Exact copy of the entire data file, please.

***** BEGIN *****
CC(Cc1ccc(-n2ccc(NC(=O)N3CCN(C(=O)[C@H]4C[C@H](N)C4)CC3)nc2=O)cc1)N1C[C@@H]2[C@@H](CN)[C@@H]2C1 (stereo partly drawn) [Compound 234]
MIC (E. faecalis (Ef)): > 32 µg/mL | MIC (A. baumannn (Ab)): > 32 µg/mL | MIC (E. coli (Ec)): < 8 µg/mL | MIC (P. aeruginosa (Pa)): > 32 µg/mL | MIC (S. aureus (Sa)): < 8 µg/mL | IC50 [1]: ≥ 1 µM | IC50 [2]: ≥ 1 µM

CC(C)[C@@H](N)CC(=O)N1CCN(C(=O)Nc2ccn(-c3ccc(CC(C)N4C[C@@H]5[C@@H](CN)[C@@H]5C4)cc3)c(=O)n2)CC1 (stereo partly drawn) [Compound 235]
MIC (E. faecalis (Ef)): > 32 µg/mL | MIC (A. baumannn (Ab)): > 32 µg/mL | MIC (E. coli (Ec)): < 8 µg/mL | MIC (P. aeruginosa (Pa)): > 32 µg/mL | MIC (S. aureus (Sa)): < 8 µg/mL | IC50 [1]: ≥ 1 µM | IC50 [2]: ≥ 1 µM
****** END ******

CC(Cc1ccc(-n2ccc(NC(=O)N3CCN(C(=O)[C@H]4C[C@H](N)C4)CC3)nc2=O)cc1)N1C[C@@H]2[C@@H](CN)[C@@H]2C1 (stereo partly drawn) [Compound 234]
MIC (E. faecalis (Ef)): > 32 µg/mL | MIC (A. baumannn (Ab)): > 32 µg/mL | MIC (E. coli (Ec)): < 8 µg/mL | MIC (P. aeruginosa (Pa)): > 32 µg/mL | MIC (S. aureus (Sa)): < 8 µg/mL | IC50 [1]: ≥ 1 µM | IC50 [2]: ≥ 1 µM

CC(C)[C@@H](N)CC(=O)N1CCN(C(=O)Nc2ccn(-c3ccc(CC(C)N4C[C@@H]5[C@@H](CN)[C@@H]5C4)cc3)c(=O)n2)CC1 (stereo partly drawn) [Compound 235]
MIC (E. faecalis (Ef)): > 32 µg/mL | MIC (A. baumannn (Ab)): > 32 µg/mL | MIC (E. coli (Ec)): < 8 µg/mL | MIC (P. aeruginosa (Pa)): > 32 µg/mL | MIC (S. aureus (Sa)): < 8 µg/mL | IC50 [1]: ≥ 1 µM | IC50 [2]: ≥ 1 µM